What Trump's budget means for HHS: 5 things to know
The White House released its 2018 budget Thursday — and it slashes 17.9 percent of the HHS budget, according to a report from The Washington Post.
In what many are calling a "skinny" budget, President Donald Trump's proposal would make major cuts across programs for the poor, scientific research, arts and American allies abroad, according to the report. The proposal, if approved, would make the largest reductions to the national budget since post-World War II, according to The Washington Post. However, the proposal is merely a starting point — Congress will ultimately decide how funds are allocated.
Here are five things to know about what the budget means for healthcare programs under HHS.
1. The budget decreases funds to HHS by $15.1 billion. Under this plan, the agency's current budget of $84.1 billion would be reduced to $69 billion, which is the lowest it has been in roughly 20 years, according to The Washington Post.
2. The National Institutes of Health will shoulder some of the deepest cuts. Reductions in funds for the nation's biomedical research department account for a third of the cuts to HHS. NIH's budget would shrink 19 percent, and the agency would be reorganized, according to the report. The NIH's Fogarty International Center, which strikes partnerships with research organizations abroad, would be eliminated.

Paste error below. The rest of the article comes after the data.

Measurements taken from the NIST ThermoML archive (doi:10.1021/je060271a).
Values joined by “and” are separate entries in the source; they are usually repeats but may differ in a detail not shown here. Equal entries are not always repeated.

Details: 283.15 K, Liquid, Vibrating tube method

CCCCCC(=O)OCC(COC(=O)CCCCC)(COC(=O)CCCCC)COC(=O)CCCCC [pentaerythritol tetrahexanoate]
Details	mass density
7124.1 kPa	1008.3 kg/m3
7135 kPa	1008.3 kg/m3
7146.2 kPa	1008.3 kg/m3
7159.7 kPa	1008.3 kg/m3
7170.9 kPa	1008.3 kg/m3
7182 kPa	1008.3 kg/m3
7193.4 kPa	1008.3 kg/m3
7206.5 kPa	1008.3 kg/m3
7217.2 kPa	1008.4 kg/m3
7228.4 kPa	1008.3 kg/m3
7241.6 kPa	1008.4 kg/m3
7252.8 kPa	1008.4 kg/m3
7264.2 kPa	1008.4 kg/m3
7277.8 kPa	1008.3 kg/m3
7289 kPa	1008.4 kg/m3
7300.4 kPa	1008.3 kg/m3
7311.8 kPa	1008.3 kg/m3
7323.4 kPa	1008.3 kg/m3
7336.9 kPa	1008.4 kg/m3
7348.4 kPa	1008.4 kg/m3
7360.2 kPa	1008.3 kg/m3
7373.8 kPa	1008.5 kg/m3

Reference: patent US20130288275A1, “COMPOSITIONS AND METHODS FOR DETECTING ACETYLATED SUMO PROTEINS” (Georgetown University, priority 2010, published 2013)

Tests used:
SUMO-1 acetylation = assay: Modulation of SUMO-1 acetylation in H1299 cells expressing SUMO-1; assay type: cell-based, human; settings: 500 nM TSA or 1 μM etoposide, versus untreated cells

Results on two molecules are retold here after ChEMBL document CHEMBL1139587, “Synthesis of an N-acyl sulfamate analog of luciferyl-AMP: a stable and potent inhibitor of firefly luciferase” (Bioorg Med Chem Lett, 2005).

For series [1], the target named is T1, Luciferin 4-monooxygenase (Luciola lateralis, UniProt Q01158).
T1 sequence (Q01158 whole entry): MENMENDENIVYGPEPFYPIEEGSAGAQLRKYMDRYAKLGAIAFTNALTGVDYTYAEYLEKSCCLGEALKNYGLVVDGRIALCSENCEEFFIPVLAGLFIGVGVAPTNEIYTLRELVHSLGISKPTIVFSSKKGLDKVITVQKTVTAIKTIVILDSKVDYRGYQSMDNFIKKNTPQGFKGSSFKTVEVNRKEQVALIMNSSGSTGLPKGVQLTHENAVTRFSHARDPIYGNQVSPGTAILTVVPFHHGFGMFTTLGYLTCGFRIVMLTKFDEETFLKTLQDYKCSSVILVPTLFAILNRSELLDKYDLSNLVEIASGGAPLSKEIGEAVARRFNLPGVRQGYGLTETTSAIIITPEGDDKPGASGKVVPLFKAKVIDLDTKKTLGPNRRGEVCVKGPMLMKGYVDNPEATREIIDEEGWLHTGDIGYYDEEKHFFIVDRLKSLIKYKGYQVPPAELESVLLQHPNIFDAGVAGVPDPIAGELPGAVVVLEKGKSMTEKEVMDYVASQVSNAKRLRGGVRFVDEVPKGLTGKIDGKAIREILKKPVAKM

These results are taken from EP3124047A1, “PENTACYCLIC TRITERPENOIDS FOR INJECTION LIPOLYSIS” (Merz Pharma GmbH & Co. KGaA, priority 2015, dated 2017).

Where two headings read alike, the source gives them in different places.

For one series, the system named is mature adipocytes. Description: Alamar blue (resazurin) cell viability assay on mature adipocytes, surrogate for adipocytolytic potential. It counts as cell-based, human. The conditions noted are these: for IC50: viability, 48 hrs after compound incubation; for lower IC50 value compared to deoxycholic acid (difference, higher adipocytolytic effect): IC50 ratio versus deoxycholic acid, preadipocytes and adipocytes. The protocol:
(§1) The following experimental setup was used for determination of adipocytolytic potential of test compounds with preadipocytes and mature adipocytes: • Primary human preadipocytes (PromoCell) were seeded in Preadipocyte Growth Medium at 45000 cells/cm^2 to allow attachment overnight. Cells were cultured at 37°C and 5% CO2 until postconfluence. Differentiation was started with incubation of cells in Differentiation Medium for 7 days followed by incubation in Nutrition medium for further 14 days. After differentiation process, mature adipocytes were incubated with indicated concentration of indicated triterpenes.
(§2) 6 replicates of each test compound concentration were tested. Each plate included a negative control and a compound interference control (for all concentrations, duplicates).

3. The budget does not include any information about Medicare or Medicaid. This is unusual, according to The Washington Post, particularly because the entitlement programs currently cost about $1 trillion and are considered mandatory.
4. President Trump's budget allots increased funds for public health initiatives, like opioid addiction treatment and disease outbreaks. It increases funds to substance abuse treatment programs by $500 million and would create a non-specified emergency fund for disease outbreaks, according to the report.
5. The budget, though only a starting point, highlights the Trump administration's priorities. It increased military spending by $54 billion, funding for charter schools by $168 million and funding for a private school choice program by $250 million, indicating these will be priorities for the administration in lieu of other programs. The Washington Post called it "the clearest snapshot yet of Trump's priorities."
Read the full story here.
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